Colleges of education are responsible for training teachers. However, most colleges of education in the US are guided by ideology, rather than by research. Instead of helping prospective educators learn how to teach, colleges of education tend to push a particular perspective on teaching: teaching methods that are aligned with this perspective are advocated, and teaching methods in opposition to it are rejected—even if they are more effective at furthering students’ academic achievement, self-esteem and critical thinking skills.
According to an article by professor Douglas Carnine of the Thomas B. Fordham Foundation, education professors in the United States overwhelmingly tend to advocate constructivist teaching methods. These include discovery-based learning, inquiry-based learning and project-based learning. These teaching methods require the teacher to avoid directly instructing her students: instead, she must simply put them in an information-rich environment, in which they are to discover key information on their own. Cognitive psychologist Steven Pinker describes such methods (specifically with regard to mathematics education) in his book How the Mind Works:
The ascendant philosophy of mathematical education in the United States is constructivism, a mixture of Piaget’s psychology with counterculture and postmodernist ideology. Children must actively construct mathematical knowledge for themselves in a social enterprise driven by disagreements about the meanings of concepts. The teacher provides the materials and the social milieu but does not lecture or guide the discussion.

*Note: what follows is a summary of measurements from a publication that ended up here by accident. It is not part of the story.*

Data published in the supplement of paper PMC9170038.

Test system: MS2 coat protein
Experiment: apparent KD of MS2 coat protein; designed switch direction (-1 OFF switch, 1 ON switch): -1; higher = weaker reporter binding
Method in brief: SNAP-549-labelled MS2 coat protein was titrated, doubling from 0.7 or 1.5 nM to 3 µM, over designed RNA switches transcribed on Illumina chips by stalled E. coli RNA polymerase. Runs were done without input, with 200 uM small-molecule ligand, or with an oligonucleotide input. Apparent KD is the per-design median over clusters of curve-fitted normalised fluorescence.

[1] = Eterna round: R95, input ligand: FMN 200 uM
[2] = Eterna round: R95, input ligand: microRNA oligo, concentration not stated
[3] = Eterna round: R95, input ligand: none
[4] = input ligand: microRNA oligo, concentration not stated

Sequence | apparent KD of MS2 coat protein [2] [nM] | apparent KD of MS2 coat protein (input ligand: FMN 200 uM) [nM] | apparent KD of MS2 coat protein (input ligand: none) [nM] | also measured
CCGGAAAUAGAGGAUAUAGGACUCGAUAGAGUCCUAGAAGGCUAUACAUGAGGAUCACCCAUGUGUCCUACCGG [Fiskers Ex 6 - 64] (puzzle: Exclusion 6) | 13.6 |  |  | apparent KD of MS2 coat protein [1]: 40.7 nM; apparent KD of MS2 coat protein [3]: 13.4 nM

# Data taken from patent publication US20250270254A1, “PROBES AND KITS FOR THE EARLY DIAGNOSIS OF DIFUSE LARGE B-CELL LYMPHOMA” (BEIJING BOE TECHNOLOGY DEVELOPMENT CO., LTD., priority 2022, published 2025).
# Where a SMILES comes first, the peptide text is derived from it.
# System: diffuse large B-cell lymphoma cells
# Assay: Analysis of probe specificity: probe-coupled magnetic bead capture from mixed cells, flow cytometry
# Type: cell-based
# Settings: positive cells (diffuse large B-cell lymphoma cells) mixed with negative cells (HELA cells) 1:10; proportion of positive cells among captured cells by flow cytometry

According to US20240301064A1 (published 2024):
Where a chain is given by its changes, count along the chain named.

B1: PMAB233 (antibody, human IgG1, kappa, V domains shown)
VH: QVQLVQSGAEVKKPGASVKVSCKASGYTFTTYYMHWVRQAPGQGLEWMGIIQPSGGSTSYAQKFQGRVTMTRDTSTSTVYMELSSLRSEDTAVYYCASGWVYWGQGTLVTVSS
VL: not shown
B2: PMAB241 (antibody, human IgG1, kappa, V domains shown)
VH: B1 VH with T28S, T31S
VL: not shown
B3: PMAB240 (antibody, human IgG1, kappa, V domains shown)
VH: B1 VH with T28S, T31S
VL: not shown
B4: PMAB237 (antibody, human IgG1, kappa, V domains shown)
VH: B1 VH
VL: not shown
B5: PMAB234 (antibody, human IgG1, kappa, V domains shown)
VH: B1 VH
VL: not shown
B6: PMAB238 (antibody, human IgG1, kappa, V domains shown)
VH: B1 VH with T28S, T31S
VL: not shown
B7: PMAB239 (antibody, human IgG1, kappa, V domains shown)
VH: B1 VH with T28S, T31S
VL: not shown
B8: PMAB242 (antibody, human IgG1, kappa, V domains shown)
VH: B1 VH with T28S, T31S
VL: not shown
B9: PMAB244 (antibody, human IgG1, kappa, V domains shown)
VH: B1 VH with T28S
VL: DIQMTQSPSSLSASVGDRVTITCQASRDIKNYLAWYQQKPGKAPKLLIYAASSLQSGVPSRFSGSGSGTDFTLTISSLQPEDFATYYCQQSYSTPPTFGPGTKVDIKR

However, there are serious issues with such approaches to teaching—they are highly ineffective at promoting academic achievement. This has been repeatedly confirmed by empirical research over the past several decades, according to an article in the journal Educational Psychologist. Revered educational researcher Jeanne Chall arrives at the same conclusion in her book The Academic Achievement Challenge. In fact, various different fields related to education—such as cognitive psychology and process-product studies — have arrived at this conclusion, according to Professors Barak Rosenshine and E. D. Hirsch: this consensus from several fields of study is a very strong indication that the findings are valid. Additionally, constructivist teaching methods have been shown to be much less effective than direct instruction methods for promoting critical thinking skills and self-esteem, according to a book by Professors Siegfried Engelmann and Gary Adams. Even so, such ineffective teaching strategies have remained quite popular all the way up to the present.